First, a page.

Home / News / Blog / Punkawallah with a tie?

Punkawallah with a tie?

We try to make better lives for as many children as we can
We try to make better lives for as many children as we can

In colonial times Punkawallahs used to sit outside colonial houses all day pulling a cord to operate a large manual ceiling fan. More than twenty years ago, management consultants (as I was) used to refer to a mindless repetitive management style as "punkawallah management". These days there are so many organisations for charities to join and so many meetings and conferences that a similar risk presents. This time the danger is more of a charity CEO becoming a "punkawallah with a tie", going to conferences and turning the handle rather than doing their real job.

Of course, even in the comedy "It ain't half hot mum" the punkawallah had no choice. Perhaps out of respect for the exploited lowest caste Indians (and children) forced by circumstance into this role, I should not use the term at all. Perhaps I should refer to the start of "Winnie the Pooh" where Pooh bear reflects as he is dragged downstairs by a foot that he was sure he could think of a better way if only the banging would stop.

But the point is there regardless: we fill our lives with activity and that prevents us stopping and reflecting. Too many charities operate as repetitive mailing houses writing to supporters with exactly the words which "pilot" mailing showed would get the best financial response (we do not, see "no junk mail" ). The savvy donor spots the artificiality of a "personal" letter which was one of half a dozen tested. Too many charities spend too much money on junk mail or chugging and all meet up to reassure each other it is the right thing to do. Too many charities are all about "advocacy" (chatter) and not about action. Too many charities operate in a way whose effectiveness is a matter of political opinion. But we are not going to realise it on a conference together.

I once went on a silent retreat and it was surprising how removing the comfort of everyone chattering makes you reflect deeply and dig inside yourself for other forms of reassurance. So with many activities; when we stopped direct mail completely in 2004, we learnt a lot about ourselves, donors and started on a low cost growth path which we still follow.

We were looking this week at the number of member organisations SOS Children is part of. We keep trying to cut down but there are still over a dozen on the list. They all cost money, but they all stand for something we care about (Street Children, Aids, Fundraising Standards, Development Education etc). We do need opportunities to talk through approaches and issues with those other charities who try to ensure children have the chance to grow up in a family. However the charities themselves also arrange conferences and some conferences seem to be set up by people who make a business of running conferences on prominent topics. Some of the membership organisations seem to exist just to meet committees of MPs. Why? With the greatest respect, MPs do not play a central role in helping children without parents in the developing world.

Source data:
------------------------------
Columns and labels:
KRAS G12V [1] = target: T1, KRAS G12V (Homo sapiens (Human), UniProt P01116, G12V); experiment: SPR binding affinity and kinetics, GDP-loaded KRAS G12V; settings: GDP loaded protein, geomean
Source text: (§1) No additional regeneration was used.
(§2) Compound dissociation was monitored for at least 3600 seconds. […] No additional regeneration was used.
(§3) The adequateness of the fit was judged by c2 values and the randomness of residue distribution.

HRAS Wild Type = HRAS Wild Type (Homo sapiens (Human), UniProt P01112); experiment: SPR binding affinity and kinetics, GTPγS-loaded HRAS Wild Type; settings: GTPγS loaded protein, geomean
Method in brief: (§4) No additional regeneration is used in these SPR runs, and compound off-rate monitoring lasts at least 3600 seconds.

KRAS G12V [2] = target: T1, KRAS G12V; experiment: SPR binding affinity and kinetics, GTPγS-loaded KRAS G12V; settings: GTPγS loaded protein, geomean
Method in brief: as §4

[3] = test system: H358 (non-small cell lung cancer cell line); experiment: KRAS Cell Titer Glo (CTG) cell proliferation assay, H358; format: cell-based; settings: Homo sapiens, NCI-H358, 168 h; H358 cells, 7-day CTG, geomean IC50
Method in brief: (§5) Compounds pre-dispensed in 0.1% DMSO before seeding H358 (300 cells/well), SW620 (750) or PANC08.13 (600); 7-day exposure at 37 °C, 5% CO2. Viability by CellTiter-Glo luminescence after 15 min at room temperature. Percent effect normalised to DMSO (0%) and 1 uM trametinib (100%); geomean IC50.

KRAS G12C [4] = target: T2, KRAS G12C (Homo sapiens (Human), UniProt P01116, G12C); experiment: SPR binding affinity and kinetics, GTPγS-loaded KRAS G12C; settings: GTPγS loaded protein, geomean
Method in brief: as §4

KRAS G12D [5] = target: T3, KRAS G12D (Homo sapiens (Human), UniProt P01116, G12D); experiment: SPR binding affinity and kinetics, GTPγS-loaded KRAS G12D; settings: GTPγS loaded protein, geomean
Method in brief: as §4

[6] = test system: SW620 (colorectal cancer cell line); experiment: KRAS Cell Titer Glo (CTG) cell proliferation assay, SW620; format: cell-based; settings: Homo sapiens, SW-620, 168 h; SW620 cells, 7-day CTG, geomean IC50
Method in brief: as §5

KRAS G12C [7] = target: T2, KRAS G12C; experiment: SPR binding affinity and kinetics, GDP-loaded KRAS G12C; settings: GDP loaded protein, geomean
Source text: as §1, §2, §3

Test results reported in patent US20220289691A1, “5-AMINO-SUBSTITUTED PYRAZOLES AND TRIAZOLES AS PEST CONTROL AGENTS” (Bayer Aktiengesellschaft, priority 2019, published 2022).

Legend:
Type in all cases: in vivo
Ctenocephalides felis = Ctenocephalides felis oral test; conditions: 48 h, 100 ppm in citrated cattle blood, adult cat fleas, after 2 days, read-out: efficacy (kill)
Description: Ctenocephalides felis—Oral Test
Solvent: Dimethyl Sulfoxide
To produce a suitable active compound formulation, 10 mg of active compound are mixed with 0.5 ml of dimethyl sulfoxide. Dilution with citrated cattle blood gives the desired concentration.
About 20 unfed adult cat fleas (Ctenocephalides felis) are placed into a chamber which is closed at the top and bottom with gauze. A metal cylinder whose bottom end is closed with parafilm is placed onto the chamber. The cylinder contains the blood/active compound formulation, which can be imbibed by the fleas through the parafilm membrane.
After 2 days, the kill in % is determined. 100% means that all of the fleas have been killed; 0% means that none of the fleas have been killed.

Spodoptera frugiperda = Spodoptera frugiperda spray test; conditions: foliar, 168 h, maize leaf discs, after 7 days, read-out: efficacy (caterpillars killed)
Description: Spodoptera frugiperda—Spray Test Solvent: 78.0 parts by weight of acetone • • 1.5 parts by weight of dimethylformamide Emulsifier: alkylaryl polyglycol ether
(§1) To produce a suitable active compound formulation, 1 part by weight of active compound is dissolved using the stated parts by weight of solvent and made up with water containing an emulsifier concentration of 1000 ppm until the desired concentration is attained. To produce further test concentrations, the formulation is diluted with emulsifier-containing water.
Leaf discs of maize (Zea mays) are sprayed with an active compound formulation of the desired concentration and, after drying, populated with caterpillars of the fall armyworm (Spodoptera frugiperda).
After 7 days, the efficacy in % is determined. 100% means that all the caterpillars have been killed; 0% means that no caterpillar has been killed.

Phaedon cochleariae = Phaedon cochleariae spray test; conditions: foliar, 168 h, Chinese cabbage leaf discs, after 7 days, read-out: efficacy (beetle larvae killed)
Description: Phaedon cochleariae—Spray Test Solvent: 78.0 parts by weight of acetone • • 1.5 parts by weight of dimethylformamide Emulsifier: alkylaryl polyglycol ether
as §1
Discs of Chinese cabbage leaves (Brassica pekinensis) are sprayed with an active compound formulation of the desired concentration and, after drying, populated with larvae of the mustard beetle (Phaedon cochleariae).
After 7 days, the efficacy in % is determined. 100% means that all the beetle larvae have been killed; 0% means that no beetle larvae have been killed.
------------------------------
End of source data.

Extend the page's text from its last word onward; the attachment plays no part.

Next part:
We do spend some money on being in UK membership organisations (last year this cost 0.1% of our income which seems like a lot to us). But we don't spend a lot of time on conferences. I went to just one "sector" meeting last year. We probably miss out a bit on media profile from not meeting journalists but frankly we would rather get on with helping children. And help children we certainly do: there is no other NGO of anything like the same size as SOS Children which single-mindedly tries to make the lives of orphans ("Children without parental care" in conference speak) better. And almost unique amongst NGOs we help children in the field with our own (local) SOS mothers, chosen, trained and employed by our local SOS association, rather than hand money over to a "local partner" where "local partners" (and which children are helped) can be swapped over for others if anything goes wrong.

Of course, we think we are more thoughtful than average about what we do. I am sure other people think they have strengths compared to others too. But the least I can do is encourage every charity to clear enough space from time to time and reflect on whether there is not, after all, a better way.

Share: